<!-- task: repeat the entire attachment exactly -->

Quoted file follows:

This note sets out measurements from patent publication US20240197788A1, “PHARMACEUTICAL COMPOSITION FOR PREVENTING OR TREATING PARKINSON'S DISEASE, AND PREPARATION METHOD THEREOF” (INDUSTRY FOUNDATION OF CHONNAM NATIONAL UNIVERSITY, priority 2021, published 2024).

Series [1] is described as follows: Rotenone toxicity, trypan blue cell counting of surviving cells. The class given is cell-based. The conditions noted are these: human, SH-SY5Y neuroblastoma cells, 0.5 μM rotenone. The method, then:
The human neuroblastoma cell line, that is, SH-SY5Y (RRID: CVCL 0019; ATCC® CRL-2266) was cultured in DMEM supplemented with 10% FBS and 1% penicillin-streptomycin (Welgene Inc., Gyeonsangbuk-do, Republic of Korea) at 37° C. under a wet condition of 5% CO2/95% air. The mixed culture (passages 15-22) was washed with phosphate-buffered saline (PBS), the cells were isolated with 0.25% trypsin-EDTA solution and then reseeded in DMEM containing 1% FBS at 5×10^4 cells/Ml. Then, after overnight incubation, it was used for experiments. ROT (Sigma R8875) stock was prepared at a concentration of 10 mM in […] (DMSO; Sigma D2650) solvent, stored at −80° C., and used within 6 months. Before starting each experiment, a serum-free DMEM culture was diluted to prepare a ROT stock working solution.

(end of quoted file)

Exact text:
This note sets out measurements from patent publication US20240197788A1, “PHARMACEUTICAL COMPOSITION FOR PREVENTING OR TREATING PARKINSON'S DISEASE, AND PREPARATION METHOD THEREOF” (INDUSTRY FOUNDATION OF CHONNAM NATIONAL UNIVERSITY, priority 2021, published 2024).

Series [1] is described as follows: Rotenone toxicity, trypan blue cell counting of surviving cells. The class given is cell-based. The conditions noted are these: human, SH-SY5Y neuroblastoma cells, 0.5 μM rotenone. The method, then:
The human neuroblastoma cell line, that is, SH-SY5Y (RRID: CVCL 0019; ATCC® CRL-2266) was cultured in DMEM supplemented with 10% FBS and 1% penicillin-streptomycin (Welgene Inc., Gyeonsangbuk-do, Republic of Korea) at 37° C. under a wet condition of 5% CO2/95% air. The mixed culture (passages 15-22) was washed with phosphate-buffered saline (PBS), the cells were isolated with 0.25% trypsin-EDTA solution and then reseeded in DMEM containing 1% FBS at 5×10^4 cells/Ml. Then, after overnight incubation, it was used for experiments. ROT (Sigma R8875) stock was prepared at a concentration of 10 mM in […] (DMSO; Sigma D2650) solvent, stored at −80° C., and used within 6 months. Before starting each experiment, a serum-free DMEM culture was diluted to prepare a ROT stock working solution.